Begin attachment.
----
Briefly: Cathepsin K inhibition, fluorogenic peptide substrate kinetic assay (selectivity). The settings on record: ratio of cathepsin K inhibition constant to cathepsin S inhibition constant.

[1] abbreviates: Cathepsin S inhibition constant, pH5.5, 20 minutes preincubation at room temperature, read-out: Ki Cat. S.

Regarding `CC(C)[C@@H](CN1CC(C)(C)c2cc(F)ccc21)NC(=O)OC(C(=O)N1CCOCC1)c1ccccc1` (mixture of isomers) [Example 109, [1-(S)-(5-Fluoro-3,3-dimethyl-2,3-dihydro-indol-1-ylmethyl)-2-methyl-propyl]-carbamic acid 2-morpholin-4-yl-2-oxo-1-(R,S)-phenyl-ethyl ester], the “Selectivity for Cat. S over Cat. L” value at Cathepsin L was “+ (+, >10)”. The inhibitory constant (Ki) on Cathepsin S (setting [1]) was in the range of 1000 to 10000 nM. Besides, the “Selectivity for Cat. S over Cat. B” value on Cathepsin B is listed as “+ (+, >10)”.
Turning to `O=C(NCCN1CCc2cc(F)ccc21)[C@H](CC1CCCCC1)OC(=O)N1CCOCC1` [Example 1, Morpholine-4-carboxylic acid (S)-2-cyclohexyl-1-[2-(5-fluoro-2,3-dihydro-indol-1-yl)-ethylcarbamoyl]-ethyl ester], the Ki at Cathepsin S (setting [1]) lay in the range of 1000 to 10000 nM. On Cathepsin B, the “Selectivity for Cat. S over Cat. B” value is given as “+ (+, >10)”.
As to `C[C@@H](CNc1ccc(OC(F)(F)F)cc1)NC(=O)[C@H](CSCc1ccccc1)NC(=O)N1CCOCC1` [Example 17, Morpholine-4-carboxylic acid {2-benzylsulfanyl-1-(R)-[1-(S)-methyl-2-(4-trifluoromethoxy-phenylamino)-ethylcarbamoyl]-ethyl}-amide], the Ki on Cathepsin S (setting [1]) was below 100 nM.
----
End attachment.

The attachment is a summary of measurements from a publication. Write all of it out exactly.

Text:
Briefly: Cathepsin K inhibition, fluorogenic peptide substrate kinetic assay (selectivity). The settings on record: ratio of cathepsin K inhibition constant to cathepsin S inhibition constant.

[1] abbreviates: Cathepsin S inhibition constant, pH5.5, 20 minutes preincubation at room temperature, read-out: Ki Cat. S.

Regarding `CC(C)[C@@H](CN1CC(C)(C)c2cc(F)ccc21)NC(=O)OC(C(=O)N1CCOCC1)c1ccccc1` (mixture of isomers) [Example 109, [1-(S)-(5-Fluoro-3,3-dimethyl-2,3-dihydro-indol-1-ylmethyl)-2-methyl-propyl]-carbamic acid 2-morpholin-4-yl-2-oxo-1-(R,S)-phenyl-ethyl ester], the “Selectivity for Cat. S over Cat. L” value at Cathepsin L was “+ (+, >10)”. The inhibitory constant (Ki) on Cathepsin S (setting [1]) was in the range of 1000 to 10000 nM. Besides, the “Selectivity for Cat. S over Cat. B” value on Cathepsin B is listed as “+ (+, >10)”.
Turning to `O=C(NCCN1CCc2cc(F)ccc21)[C@H](CC1CCCCC1)OC(=O)N1CCOCC1` [Example 1, Morpholine-4-carboxylic acid (S)-2-cyclohexyl-1-[2-(5-fluoro-2,3-dihydro-indol-1-yl)-ethylcarbamoyl]-ethyl ester], the Ki at Cathepsin S (setting [1]) lay in the range of 1000 to 10000 nM. On Cathepsin B, the “Selectivity for Cat. S over Cat. B” value is given as “+ (+, >10)”.
As to `C[C@@H](CNc1ccc(OC(F)(F)F)cc1)NC(=O)[C@H](CSCc1ccccc1)NC(=O)N1CCOCC1` [Example 17, Morpholine-4-carboxylic acid {2-benzylsulfanyl-1-(R)-[1-(S)-methyl-2-(4-trifluoromethoxy-phenylamino)-ethylcarbamoyl]-ethyl}-amide], the Ki on Cathepsin S (setting [1]) was below 100 nM.